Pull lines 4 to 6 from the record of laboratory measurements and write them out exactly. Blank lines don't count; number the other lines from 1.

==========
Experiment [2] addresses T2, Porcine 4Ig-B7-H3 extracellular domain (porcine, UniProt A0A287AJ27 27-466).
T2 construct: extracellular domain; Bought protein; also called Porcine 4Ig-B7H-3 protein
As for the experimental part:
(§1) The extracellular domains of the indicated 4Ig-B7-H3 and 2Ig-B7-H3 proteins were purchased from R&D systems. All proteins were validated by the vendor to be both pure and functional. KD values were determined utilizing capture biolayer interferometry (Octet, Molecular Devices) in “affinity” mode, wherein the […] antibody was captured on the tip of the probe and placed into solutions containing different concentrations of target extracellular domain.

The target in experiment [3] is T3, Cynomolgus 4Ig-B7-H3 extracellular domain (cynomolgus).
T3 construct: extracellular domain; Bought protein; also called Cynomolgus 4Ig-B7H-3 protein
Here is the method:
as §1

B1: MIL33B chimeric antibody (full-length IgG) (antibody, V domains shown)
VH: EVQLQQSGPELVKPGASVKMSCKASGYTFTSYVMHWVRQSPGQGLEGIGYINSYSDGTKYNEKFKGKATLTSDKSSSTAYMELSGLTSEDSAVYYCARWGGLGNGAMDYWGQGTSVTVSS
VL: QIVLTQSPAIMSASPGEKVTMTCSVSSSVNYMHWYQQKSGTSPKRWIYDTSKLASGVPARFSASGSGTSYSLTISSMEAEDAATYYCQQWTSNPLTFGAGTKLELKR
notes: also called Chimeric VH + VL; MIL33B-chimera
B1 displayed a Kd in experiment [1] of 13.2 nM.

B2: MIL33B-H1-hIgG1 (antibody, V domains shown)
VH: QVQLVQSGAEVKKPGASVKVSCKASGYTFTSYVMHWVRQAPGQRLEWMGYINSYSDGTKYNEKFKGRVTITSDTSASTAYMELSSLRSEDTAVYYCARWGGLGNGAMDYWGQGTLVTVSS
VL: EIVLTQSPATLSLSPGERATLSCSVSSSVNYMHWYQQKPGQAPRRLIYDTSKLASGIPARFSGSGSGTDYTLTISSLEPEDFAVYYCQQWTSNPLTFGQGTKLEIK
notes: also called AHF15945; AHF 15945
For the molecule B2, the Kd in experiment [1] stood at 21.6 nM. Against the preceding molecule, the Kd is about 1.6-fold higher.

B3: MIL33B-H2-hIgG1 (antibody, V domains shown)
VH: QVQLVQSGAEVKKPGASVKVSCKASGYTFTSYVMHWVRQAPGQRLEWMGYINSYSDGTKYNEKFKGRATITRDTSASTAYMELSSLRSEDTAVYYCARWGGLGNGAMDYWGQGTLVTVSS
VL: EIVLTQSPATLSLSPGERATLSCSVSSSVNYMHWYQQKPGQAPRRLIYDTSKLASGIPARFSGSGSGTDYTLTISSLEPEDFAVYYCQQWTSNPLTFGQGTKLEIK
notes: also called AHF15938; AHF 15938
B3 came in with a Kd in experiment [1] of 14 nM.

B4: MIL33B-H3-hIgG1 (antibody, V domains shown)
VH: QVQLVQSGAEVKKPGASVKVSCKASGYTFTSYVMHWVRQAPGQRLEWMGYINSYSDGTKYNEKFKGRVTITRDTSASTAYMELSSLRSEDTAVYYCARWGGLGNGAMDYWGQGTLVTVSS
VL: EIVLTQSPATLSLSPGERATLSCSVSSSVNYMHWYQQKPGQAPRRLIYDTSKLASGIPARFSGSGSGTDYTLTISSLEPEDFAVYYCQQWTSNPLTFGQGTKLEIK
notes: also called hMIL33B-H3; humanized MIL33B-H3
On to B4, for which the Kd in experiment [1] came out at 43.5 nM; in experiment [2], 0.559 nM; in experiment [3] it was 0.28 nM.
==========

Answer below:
(§1) The extracellular domains of the indicated 4Ig-B7-H3 and 2Ig-B7-H3 proteins were purchased from R&D systems. All proteins were validated by the vendor to be both pure and functional. KD values were determined utilizing capture biolayer interferometry (Octet, Molecular Devices) in “affinity” mode, wherein the […] antibody was captured on the tip of the probe and placed into solutions containing different concentrations of target extracellular domain.

The target in experiment [3] is T3, Cynomolgus 4Ig-B7-H3 extracellular domain (cynomolgus).
T3 construct: extracellular domain; Bought protein; also called Cynomolgus 4Ig-B7H-3 protein